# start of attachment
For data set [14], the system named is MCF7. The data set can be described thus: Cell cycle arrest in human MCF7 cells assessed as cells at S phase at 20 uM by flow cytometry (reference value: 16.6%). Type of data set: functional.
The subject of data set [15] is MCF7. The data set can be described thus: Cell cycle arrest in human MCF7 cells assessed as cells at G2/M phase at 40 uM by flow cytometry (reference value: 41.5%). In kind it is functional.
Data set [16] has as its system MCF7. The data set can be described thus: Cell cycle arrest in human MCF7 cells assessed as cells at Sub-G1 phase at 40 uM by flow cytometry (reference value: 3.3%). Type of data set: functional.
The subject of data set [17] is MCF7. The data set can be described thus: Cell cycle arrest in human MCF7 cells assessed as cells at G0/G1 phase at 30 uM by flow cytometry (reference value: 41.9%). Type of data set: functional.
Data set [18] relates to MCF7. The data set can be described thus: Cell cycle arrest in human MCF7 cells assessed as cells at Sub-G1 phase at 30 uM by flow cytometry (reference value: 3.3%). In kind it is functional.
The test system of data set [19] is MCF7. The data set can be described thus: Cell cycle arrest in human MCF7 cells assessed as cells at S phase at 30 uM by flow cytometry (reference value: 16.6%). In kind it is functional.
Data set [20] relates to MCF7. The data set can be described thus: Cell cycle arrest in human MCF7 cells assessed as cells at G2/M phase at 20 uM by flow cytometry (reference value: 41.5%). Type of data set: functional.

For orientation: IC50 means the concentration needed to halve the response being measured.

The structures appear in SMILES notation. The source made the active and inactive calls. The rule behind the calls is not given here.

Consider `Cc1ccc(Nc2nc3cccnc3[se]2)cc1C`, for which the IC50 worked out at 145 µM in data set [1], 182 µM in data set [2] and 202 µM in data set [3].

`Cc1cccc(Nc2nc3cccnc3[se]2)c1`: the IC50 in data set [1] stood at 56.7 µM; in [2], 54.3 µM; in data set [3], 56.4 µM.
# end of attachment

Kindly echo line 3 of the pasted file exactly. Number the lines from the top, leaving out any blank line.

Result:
Data set [16] has as its system MCF7. The data set can be described thus: Cell cycle arrest in human MCF7 cells assessed as cells at Sub-G1 phase at 40 uM by flow cytometry (reference value: 3.3%). Type of data set: functional.